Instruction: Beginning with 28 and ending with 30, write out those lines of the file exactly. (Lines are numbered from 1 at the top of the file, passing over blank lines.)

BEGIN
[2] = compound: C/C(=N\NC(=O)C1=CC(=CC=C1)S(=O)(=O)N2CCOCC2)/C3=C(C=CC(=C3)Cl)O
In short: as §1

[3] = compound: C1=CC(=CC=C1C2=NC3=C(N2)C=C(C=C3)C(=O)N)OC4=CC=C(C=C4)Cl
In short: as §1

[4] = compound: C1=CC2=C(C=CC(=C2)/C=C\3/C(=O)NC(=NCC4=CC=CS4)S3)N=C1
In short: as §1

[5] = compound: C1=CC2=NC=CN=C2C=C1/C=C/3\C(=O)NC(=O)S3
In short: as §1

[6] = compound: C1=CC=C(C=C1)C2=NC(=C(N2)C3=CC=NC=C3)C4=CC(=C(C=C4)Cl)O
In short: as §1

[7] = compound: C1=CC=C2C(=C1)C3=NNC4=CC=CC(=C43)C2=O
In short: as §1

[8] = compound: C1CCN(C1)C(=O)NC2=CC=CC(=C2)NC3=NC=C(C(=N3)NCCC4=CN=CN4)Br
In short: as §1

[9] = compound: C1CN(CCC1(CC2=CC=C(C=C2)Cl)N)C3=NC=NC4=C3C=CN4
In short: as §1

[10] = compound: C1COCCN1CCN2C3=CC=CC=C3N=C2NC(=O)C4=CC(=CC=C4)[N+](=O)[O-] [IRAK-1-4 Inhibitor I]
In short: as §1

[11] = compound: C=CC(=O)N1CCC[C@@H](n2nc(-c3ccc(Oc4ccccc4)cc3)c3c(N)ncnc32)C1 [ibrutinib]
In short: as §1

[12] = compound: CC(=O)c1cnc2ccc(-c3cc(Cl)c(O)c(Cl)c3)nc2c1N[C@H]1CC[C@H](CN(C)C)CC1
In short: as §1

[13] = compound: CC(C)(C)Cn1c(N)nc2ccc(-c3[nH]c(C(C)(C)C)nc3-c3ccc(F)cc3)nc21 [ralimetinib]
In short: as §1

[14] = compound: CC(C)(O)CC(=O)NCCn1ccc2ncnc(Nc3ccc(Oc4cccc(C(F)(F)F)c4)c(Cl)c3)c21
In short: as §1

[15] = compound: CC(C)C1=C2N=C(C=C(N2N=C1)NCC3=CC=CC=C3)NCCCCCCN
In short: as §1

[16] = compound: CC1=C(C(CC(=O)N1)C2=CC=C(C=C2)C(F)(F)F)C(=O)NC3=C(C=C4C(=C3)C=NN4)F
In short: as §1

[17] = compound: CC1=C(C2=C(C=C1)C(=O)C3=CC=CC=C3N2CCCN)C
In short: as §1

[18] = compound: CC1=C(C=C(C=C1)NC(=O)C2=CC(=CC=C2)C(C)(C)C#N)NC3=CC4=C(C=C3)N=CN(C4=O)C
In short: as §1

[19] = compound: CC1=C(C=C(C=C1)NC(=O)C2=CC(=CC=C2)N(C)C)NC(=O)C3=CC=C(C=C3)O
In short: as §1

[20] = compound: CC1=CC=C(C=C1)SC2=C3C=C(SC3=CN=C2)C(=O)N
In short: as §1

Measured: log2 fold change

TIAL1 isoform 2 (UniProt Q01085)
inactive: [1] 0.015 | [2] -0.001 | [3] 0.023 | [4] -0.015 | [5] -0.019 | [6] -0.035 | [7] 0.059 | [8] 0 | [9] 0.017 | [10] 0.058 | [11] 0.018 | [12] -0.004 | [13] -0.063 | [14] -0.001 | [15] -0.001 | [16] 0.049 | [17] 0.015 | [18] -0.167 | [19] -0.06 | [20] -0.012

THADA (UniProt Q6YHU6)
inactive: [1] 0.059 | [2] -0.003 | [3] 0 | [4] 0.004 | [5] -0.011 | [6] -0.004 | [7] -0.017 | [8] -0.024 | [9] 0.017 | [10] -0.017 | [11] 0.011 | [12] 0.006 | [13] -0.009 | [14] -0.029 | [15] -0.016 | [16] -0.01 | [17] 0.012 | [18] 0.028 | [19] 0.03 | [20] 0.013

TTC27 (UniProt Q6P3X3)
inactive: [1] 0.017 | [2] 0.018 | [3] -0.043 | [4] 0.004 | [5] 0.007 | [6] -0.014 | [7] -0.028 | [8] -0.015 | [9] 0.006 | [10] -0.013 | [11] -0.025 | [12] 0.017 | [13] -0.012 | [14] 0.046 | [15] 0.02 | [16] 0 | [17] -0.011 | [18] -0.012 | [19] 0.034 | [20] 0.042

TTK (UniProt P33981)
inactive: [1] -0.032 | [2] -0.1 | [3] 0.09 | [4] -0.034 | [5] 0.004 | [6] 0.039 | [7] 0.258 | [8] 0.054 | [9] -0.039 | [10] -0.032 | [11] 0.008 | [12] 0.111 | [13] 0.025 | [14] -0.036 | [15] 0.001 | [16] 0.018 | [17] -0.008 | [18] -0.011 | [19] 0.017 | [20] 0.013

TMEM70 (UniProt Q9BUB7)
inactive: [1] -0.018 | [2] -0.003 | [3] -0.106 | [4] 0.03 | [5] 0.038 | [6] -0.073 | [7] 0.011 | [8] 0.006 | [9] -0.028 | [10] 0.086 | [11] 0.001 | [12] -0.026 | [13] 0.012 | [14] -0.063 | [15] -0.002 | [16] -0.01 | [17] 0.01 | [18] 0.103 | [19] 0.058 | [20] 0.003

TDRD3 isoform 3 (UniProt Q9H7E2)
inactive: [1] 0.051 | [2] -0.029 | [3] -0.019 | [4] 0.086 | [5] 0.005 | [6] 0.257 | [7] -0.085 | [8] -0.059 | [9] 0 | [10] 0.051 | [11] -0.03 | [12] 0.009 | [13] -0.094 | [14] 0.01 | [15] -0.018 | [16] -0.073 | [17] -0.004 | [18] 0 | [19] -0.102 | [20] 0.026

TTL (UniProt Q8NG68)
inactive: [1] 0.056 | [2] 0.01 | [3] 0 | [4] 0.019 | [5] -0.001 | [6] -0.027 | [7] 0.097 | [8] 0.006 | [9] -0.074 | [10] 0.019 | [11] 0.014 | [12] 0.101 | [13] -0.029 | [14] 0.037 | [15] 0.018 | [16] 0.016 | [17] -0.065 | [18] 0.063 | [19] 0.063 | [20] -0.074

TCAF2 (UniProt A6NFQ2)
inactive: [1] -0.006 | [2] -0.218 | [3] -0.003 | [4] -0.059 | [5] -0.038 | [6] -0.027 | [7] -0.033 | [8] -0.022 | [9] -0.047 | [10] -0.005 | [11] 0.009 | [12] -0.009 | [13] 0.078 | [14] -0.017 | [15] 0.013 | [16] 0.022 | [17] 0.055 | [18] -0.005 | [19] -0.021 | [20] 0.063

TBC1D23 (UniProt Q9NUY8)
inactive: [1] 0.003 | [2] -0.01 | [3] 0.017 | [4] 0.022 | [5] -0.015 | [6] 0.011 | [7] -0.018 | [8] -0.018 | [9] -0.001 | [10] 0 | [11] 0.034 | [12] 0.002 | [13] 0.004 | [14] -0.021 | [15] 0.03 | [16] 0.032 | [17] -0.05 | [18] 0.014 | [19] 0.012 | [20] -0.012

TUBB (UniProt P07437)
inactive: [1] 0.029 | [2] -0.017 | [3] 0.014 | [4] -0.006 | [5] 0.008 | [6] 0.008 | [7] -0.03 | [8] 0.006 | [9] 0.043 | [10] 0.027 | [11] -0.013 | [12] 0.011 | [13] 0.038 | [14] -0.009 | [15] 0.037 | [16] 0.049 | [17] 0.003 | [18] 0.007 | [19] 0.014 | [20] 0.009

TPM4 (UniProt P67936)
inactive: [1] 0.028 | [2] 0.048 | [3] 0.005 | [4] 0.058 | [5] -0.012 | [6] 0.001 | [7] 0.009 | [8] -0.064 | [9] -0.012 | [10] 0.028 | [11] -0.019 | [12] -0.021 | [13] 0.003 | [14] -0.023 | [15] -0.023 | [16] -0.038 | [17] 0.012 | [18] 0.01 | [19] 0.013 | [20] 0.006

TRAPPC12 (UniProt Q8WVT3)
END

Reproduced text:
In short: as §1

[16] = compound: CC1=C(C(CC(=O)N1)C2=CC=C(C=C2)C(F)(F)F)C(=O)NC3=C(C=C4C(=C3)C=NN4)F
In short: as §1